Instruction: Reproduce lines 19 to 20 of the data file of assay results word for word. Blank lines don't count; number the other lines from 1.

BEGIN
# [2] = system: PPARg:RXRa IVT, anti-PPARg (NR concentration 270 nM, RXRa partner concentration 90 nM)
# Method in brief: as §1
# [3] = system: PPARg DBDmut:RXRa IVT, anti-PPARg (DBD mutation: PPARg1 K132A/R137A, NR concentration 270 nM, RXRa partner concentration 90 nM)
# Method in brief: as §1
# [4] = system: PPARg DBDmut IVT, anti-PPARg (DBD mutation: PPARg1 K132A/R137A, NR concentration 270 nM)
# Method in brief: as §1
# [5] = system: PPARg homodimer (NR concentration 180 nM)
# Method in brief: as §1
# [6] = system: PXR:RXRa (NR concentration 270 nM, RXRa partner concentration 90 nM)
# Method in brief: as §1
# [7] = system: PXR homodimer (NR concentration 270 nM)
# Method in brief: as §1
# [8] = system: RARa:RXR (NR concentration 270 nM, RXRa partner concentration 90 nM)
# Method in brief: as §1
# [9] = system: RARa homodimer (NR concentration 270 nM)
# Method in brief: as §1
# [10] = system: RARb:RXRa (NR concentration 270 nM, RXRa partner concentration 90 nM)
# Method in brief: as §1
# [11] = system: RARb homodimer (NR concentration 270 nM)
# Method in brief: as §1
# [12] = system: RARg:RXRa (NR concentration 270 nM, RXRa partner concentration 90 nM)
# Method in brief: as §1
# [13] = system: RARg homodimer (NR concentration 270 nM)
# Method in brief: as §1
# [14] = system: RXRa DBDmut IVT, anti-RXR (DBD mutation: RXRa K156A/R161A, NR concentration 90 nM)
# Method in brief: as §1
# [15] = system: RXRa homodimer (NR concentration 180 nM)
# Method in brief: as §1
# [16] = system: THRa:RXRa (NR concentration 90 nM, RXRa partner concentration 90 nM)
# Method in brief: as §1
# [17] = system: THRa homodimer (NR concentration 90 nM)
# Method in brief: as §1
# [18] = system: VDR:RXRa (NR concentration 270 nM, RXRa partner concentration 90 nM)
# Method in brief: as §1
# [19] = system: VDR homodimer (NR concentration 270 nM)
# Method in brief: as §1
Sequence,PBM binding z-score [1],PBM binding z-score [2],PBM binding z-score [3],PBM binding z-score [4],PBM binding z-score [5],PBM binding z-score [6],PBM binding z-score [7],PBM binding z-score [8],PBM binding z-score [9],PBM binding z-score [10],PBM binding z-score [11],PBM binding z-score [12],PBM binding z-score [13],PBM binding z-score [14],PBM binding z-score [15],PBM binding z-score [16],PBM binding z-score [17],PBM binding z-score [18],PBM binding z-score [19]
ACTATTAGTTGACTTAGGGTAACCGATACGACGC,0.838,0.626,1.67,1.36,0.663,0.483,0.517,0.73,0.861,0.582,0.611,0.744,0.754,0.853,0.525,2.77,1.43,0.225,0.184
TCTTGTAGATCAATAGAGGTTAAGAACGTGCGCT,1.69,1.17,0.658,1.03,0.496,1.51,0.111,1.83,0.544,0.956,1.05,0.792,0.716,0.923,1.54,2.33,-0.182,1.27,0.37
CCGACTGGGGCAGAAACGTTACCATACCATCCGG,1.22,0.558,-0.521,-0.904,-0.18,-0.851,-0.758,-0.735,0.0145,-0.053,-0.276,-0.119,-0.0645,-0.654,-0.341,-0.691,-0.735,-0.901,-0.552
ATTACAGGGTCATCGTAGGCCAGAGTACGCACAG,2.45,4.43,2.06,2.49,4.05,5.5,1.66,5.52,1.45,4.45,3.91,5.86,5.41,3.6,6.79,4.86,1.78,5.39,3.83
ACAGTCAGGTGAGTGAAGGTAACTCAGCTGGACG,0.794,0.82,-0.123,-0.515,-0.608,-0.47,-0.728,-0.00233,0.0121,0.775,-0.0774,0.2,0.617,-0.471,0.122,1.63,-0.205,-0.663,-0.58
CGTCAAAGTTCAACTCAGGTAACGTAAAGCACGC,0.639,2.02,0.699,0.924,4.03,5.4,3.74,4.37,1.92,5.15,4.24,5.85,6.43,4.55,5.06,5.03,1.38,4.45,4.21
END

# [11] = system: RARb homodimer (NR concentration 270 nM)
# Method in brief: as §1